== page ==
As for the color I am not sure that auto body supply stores will have the proper references to cross over paint codes. But some do have some type of machine<chromotagrapher?> that can effectively scan a part's original color and give the recipe for a duplicate match,plus you always have the option of perusing their color chip book for a "close enough" match.

If you have accesibilty to body shop equipment I strongly suggest a polyeurathane enamel such as DuPont's Imron. Nasty to the human spraying it so a booth and supplied air respirator is highly recommended. I have sprayed a couple of trucks and with over 500,000 miles on them after I painted them they still look pretty darn good.
 

Gary B.

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#10
What a coincidence! I'm doing this very thing on my YZ. I'm leaving the motor in the frame, however, and I'm not into the painting thing as it's going to look just the way it does now after one or two rides. Here's a note: if your going to paint the frame on something with a dry sump oiling system like a YZF, don't sandblast it! You'll never get all the sand out of the frame and it'll get pumped into the motor first time you fire it up! (I've seen it happen) :scream:
 

BRush

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#11
The baggie thing worked well for me too. I had a box of zip-lock baggies and put all the nuts and bolts from each component and /or assembly in it's own baggie along with a 3x5 card describing what the contents were for. It was a lifesaver during reassembly
 

gwcrim

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#12
I redid a street bike a few years ago and powder coated the frame. That stuff is nearly indestructable when compared to paint. I forget what it cost but the price included sandblasting. Max cost was maybe $150.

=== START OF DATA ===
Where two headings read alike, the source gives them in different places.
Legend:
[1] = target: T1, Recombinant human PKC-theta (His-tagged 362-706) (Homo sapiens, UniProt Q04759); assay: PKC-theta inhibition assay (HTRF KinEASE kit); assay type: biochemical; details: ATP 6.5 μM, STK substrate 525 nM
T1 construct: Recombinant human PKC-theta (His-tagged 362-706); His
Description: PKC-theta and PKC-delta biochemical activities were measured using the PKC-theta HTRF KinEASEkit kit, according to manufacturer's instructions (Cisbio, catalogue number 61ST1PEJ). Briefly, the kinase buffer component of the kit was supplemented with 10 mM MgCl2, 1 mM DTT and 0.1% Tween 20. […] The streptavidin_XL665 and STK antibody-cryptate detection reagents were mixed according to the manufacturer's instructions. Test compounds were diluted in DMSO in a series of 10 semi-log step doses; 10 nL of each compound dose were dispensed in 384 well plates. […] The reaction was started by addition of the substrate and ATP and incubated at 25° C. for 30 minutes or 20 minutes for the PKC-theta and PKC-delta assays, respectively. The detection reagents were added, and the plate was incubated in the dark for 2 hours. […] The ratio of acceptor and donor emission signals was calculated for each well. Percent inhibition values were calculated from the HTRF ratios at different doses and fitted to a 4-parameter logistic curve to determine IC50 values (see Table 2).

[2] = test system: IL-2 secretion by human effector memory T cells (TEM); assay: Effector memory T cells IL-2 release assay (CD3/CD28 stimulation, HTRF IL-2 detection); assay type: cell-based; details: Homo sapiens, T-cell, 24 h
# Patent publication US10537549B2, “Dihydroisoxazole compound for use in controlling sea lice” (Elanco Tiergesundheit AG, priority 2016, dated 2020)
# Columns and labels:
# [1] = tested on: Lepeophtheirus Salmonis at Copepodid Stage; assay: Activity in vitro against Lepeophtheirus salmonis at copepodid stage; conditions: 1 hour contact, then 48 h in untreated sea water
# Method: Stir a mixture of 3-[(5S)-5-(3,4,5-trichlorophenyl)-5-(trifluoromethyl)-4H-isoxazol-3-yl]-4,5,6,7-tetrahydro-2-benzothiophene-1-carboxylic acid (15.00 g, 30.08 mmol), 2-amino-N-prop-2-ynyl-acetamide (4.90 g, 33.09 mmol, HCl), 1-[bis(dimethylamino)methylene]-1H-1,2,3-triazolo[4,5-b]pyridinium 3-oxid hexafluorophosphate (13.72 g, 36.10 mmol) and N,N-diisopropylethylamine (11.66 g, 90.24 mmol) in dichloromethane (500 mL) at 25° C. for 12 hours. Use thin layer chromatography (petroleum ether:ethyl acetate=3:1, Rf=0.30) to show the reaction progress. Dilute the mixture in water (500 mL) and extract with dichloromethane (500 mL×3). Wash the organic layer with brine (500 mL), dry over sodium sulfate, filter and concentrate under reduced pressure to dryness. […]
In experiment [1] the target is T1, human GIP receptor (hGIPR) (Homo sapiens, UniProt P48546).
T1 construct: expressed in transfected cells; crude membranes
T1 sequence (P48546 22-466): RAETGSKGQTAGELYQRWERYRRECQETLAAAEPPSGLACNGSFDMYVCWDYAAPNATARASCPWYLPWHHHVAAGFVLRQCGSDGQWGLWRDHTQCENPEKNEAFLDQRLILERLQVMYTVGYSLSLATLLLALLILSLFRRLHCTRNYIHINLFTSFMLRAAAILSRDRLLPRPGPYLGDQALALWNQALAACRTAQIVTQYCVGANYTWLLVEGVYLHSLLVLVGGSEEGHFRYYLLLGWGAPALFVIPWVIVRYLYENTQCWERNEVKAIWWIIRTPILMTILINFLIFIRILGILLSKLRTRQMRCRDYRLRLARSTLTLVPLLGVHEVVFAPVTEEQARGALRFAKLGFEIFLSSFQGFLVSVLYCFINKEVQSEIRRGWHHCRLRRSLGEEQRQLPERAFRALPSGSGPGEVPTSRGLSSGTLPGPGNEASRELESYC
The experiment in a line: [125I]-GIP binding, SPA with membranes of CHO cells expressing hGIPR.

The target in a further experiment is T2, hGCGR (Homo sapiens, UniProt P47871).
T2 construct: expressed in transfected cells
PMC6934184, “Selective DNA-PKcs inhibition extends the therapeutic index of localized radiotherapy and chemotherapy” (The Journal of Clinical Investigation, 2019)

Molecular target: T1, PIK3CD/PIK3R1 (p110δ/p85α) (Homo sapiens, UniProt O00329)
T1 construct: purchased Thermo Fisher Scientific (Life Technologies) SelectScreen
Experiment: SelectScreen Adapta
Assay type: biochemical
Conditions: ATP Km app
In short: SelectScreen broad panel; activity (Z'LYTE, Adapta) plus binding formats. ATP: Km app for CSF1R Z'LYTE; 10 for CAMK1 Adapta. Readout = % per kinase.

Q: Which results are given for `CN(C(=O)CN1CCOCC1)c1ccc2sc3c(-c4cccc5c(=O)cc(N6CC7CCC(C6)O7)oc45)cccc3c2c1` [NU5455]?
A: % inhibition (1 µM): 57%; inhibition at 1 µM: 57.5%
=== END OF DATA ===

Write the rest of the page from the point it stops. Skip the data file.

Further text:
kev_rm

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#13
I've given some thought to powder coating or electrostatic painting it, but it's not worth it for me on this bike. My KTM is powder coated, and it is quite tough, but it's not indestructable and I don't expect the frame to stay clean and scratch free anyway, a quality traditional primer and paint will be fine for me.
 
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#14
Jut a tip, do not even touch the suspension if its your first time. For me, I had a hellofatime tryin to figure it out. It's a whole different world down there, unless you know someone or you personally have some serious supsension understanding I wouldn't mess with it. I rebuilt mine with a manual and had no clue in what I was doing, but the rest of my rebuild went perfect. I can take the motor stuff, but suspension is a different ball game.
 

kev_rm

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#15
The shock was done professionally, the forks I put new seals springs and oil in a few months ago, so they are just getting dressed.